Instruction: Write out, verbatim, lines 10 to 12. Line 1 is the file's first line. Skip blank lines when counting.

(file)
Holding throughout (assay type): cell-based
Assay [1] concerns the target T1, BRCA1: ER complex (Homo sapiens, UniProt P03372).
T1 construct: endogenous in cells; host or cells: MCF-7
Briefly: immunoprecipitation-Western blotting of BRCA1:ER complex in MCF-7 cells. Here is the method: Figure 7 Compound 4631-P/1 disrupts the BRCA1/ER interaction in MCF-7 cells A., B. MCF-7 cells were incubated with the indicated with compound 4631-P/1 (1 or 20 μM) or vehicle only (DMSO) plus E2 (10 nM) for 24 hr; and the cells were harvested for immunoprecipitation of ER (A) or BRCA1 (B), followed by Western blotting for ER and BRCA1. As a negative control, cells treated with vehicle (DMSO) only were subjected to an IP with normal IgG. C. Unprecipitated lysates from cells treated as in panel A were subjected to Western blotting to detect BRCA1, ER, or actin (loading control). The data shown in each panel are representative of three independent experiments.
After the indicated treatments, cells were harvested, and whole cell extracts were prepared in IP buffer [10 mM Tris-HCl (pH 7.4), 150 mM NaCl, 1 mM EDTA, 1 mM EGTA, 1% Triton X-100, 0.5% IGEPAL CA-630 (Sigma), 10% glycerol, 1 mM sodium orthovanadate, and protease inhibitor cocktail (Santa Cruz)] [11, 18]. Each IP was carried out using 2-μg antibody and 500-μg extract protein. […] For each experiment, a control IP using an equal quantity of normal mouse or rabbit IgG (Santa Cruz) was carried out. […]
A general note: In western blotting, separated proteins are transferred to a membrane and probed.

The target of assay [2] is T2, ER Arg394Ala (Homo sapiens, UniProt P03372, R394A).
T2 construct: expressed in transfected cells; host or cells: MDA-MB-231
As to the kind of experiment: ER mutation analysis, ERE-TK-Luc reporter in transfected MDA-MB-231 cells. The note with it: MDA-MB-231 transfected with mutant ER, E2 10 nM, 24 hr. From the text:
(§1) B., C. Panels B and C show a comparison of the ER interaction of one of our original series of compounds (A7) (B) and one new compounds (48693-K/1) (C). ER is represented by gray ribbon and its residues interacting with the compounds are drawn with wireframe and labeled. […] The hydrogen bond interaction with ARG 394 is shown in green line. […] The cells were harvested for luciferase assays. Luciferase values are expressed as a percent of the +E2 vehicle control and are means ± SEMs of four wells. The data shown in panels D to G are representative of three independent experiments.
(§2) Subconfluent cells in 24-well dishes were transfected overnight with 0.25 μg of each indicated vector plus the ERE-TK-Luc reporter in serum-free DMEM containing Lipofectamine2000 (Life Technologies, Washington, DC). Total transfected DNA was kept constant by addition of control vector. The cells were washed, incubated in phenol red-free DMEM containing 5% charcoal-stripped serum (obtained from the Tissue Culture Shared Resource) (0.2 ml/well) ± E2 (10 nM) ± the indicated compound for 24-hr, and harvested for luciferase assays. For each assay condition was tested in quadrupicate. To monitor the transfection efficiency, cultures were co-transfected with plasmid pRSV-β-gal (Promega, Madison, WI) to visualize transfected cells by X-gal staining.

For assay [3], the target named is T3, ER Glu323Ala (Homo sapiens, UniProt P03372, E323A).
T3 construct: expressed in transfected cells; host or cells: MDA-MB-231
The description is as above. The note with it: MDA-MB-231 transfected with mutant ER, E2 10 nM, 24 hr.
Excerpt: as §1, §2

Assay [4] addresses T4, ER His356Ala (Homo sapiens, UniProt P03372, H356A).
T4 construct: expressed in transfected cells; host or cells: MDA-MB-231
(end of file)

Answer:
(§1) B., C. Panels B and C show a comparison of the ER interaction of one of our original series of compounds (A7) (B) and one new compounds (48693-K/1) (C). ER is represented by gray ribbon and its residues interacting with the compounds are drawn with wireframe and labeled. […] The hydrogen bond interaction with ARG 394 is shown in green line. […] The cells were harvested for luciferase assays. Luciferase values are expressed as a percent of the +E2 vehicle control and are means ± SEMs of four wells. The data shown in panels D to G are representative of three independent experiments.
(§2) Subconfluent cells in 24-well dishes were transfected overnight with 0.25 μg of each indicated vector plus the ERE-TK-Luc reporter in serum-free DMEM containing Lipofectamine2000 (Life Technologies, Washington, DC). Total transfected DNA was kept constant by addition of control vector. The cells were washed, incubated in phenol red-free DMEM containing 5% charcoal-stripped serum (obtained from the Tissue Culture Shared Resource) (0.2 ml/well) ± E2 (10 nM) ± the indicated compound for 24-hr, and harvested for luciferase assays. For each assay condition was tested in quadrupicate. To monitor the transfection efficiency, cultures were co-transfected with plasmid pRSV-β-gal (Promega, Madison, WI) to visualize transfected cells by X-gal staining.

For assay [3], the target named is T3, ER Glu323Ala (Homo sapiens, UniProt P03372, E323A).